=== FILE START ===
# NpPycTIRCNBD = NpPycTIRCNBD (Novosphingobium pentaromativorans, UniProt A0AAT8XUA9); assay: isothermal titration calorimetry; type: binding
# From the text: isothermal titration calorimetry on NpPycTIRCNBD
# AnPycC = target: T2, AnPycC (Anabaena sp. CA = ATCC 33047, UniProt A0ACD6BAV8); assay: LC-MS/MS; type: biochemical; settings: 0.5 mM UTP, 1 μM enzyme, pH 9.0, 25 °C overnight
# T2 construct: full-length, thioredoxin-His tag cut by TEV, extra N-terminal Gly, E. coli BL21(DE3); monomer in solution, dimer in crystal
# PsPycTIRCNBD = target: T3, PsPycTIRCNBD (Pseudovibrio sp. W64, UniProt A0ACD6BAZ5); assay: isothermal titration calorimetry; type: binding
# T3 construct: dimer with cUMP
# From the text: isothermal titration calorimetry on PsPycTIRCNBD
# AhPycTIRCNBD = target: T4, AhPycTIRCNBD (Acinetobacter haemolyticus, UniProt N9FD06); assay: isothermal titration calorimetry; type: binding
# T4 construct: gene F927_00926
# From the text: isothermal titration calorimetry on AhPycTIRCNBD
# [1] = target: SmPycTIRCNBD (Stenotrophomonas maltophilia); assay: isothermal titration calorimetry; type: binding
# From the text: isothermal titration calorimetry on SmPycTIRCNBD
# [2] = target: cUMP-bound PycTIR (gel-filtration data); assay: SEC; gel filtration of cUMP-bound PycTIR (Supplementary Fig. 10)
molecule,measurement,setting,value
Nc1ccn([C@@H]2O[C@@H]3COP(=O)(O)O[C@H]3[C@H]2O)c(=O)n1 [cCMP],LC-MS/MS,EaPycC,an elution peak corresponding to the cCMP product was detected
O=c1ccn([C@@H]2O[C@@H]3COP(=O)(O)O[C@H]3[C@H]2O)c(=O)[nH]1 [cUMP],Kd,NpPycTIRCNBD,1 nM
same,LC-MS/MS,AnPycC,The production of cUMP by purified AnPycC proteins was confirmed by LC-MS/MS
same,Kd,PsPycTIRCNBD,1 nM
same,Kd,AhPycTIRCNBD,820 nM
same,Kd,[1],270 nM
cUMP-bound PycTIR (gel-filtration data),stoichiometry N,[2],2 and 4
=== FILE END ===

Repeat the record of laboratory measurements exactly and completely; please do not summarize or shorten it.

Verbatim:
# NpPycTIRCNBD = NpPycTIRCNBD (Novosphingobium pentaromativorans, UniProt A0AAT8XUA9); assay: isothermal titration calorimetry; type: binding
# From the text: isothermal titration calorimetry on NpPycTIRCNBD
# AnPycC = target: T2, AnPycC (Anabaena sp. CA = ATCC 33047, UniProt A0ACD6BAV8); assay: LC-MS/MS; type: biochemical; settings: 0.5 mM UTP, 1 μM enzyme, pH 9.0, 25 °C overnight
# T2 construct: full-length, thioredoxin-His tag cut by TEV, extra N-terminal Gly, E. coli BL21(DE3); monomer in solution, dimer in crystal
# PsPycTIRCNBD = target: T3, PsPycTIRCNBD (Pseudovibrio sp. W64, UniProt A0ACD6BAZ5); assay: isothermal titration calorimetry; type: binding
# T3 construct: dimer with cUMP
# From the text: isothermal titration calorimetry on PsPycTIRCNBD
# AhPycTIRCNBD = target: T4, AhPycTIRCNBD (Acinetobacter haemolyticus, UniProt N9FD06); assay: isothermal titration calorimetry; type: binding
# T4 construct: gene F927_00926
# From the text: isothermal titration calorimetry on AhPycTIRCNBD
# [1] = target: SmPycTIRCNBD (Stenotrophomonas maltophilia); assay: isothermal titration calorimetry; type: binding
# From the text: isothermal titration calorimetry on SmPycTIRCNBD
# [2] = target: cUMP-bound PycTIR (gel-filtration data); assay: SEC; gel filtration of cUMP-bound PycTIR (Supplementary Fig. 10)
molecule,measurement,setting,value
Nc1ccn([C@@H]2O[C@@H]3COP(=O)(O)O[C@H]3[C@H]2O)c(=O)n1 [cCMP],LC-MS/MS,EaPycC,an elution peak corresponding to the cCMP product was detected
O=c1ccn([C@@H]2O[C@@H]3COP(=O)(O)O[C@H]3[C@H]2O)c(=O)[nH]1 [cUMP],Kd,NpPycTIRCNBD,1 nM
same,LC-MS/MS,AnPycC,The production of cUMP by purified AnPycC proteins was confirmed by LC-MS/MS
same,Kd,PsPycTIRCNBD,1 nM
same,Kd,AhPycTIRCNBD,820 nM
same,Kd,[1],270 nM
cUMP-bound PycTIR (gel-filtration data),stoichiometry N,[2],2 and 4